2010 The Lucky Country McLaren Vale Shiraz

imagesThe 2010 Lucky Country McLaren Vale Shiraz is sourced from vineyards in McLaren Vale and Barossa Valley, Australia. It says McLaren Vale as its point of origin on the front label (in Australia 85% of the grapes must be sourced from one region to be identified as being  from that growing area) but the winemakers made a point of adding Barossa Valley to the mix. This wine is a project by Michael Twelftree, who is also responsible for the Two Hands line of Australian wines. The grapes from each individual vineyard or section of vineyard were fermented separately and aged (14 months) in French and American oak barrels, again separately, then blended together just before bottling. This is an unfiltered wine, that keeps all the possible flavors with the wine, but you may find some grape residue in your glass. The alcohol content is a reasonable by Australian Shiraz standards 14.5%.

The color is serious purple. The nose is black and blueberries, French vanilla, a hint of bacon frying on the griddle and Nestle Quik powder. This is a big Shiraz, but with balance, definitely not a fruit bomb. It starts of with rich dark berries, Sambuca, milk chocolate, with a bite of Altoids spice. The mid palate adds plum with a light touch of cream and a chewy, slightly earthy flavor, you will be smacking your lips. The tannins are firm and balanced and there is a proper dose of acidity, that does not show itself until the finish and allows the finish to be impressively long and strong.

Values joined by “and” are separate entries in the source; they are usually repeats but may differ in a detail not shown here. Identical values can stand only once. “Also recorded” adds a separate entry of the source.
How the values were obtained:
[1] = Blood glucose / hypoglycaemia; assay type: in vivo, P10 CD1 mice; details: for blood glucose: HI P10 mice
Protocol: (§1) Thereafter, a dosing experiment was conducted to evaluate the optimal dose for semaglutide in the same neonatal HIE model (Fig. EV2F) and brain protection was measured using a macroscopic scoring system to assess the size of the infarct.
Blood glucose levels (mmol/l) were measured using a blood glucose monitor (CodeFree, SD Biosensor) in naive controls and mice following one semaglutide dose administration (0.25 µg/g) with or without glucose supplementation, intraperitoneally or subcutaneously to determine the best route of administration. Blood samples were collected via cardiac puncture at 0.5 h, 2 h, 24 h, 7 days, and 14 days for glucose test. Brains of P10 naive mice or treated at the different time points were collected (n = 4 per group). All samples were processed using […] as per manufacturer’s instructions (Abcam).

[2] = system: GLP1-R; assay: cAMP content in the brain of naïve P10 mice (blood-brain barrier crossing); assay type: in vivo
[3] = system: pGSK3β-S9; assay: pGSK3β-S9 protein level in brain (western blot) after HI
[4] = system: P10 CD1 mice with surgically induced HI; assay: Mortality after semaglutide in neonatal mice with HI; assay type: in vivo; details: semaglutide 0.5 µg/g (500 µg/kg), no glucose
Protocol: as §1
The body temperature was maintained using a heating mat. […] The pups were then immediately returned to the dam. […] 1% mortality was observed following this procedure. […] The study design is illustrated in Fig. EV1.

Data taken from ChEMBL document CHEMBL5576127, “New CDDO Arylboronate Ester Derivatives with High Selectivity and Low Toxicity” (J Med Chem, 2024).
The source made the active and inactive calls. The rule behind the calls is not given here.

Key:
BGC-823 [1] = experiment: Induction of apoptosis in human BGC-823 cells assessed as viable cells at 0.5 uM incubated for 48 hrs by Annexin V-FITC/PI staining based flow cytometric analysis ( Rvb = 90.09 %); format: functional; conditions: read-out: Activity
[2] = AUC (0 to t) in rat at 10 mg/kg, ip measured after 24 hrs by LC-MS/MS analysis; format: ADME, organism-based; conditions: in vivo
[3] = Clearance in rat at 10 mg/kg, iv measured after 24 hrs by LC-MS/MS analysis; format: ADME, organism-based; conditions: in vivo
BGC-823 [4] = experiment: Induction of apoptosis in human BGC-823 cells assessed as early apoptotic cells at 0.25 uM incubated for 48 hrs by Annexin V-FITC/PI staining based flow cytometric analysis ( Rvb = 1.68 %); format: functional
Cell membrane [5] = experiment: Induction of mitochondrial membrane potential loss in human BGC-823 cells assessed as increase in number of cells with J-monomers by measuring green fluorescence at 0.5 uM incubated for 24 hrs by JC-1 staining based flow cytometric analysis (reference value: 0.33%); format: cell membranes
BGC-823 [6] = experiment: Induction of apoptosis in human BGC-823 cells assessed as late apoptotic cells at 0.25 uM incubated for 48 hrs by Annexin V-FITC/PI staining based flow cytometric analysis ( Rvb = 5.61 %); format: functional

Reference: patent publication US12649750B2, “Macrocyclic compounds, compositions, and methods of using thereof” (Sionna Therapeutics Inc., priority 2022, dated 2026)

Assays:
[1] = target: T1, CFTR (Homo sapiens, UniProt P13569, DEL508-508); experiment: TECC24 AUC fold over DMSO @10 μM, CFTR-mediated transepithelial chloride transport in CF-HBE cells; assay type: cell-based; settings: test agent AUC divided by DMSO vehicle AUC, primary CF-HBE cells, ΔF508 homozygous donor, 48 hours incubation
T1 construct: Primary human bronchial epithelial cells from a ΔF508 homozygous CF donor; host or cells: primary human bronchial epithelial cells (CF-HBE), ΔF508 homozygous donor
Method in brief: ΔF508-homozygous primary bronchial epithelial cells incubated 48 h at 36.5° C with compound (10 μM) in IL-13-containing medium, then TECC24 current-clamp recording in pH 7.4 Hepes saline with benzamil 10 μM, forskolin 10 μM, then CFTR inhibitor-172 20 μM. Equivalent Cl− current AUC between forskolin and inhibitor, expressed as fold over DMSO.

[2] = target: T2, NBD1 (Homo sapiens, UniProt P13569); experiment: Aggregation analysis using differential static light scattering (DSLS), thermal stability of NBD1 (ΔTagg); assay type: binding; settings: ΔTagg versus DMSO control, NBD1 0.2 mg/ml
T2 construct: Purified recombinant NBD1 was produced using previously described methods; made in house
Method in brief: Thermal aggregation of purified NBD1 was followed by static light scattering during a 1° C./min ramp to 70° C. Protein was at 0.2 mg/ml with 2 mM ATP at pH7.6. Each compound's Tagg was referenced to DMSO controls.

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It time to start looking to Australia for killer inexpensive wine again. The Lucky Country Shiraz ($10.99 at Trader Joe’s though not a Trader Joe’s exclusive the wine is available on line for $9 as a low and a high of $20) is an extremely good quality Shiraz/Syrah. The bottom fell out of the Australian wine market in the last 2 or 3 years, Australian wine went from flavor of the month to yesterdays news almost overnight and for reasons that didn’t have too much to do with the quality of the wines. As a result, there are all sorts of top notch grapes available at historically low prices. If you put experienced talented winemakers together with excellent but inexpensive grapes, you are going to get bargains galore. Many wine drinkers look to South America for excellent quality well priced wines (for very good reason), but as of right now, conditions have vaulted Australia ahead of South America when it come to value. Australia rocks the Shiraz/Syrah thing, but they learned not to put all their eggs in one basket, so they have the full complement of wines available. So face it, you were getting tired of Malbec, so you may as well grab a Shiraz once in a while, the folks at your patio party will thank you.

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Don’t tell anyone, but there is absolutely no correlation between the cost of wine and the quality of wine.

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